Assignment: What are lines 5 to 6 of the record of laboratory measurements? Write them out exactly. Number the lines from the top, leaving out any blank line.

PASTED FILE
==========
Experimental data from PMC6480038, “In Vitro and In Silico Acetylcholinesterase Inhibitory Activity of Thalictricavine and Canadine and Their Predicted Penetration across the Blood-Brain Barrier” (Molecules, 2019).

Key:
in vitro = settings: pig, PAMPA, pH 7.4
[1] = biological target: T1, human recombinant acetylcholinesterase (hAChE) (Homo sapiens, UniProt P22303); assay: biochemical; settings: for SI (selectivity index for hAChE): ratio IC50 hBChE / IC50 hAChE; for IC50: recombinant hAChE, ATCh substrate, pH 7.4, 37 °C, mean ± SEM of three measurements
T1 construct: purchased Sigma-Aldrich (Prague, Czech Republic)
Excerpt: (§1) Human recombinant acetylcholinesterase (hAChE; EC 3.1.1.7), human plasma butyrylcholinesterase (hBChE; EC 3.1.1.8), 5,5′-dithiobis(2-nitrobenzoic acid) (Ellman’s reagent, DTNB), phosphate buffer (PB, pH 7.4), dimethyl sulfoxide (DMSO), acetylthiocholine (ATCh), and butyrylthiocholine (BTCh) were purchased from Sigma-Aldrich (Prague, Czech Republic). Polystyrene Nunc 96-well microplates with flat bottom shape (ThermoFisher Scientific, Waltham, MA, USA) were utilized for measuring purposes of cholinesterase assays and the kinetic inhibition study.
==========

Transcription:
T1 construct: purchased Sigma-Aldrich (Prague, Czech Republic)
Excerpt: (§1) Human recombinant acetylcholinesterase (hAChE; EC 3.1.1.7), human plasma butyrylcholinesterase (hBChE; EC 3.1.1.8), 5,5′-dithiobis(2-nitrobenzoic acid) (Ellman’s reagent, DTNB), phosphate buffer (PB, pH 7.4), dimethyl sulfoxide (DMSO), acetylthiocholine (ATCh), and butyrylthiocholine (BTCh) were purchased from Sigma-Aldrich (Prague, Czech Republic). Polystyrene Nunc 96-well microplates with flat bottom shape (ThermoFisher Scientific, Waltham, MA, USA) were utilized for measuring purposes of cholinesterase assays and the kinetic inhibition study.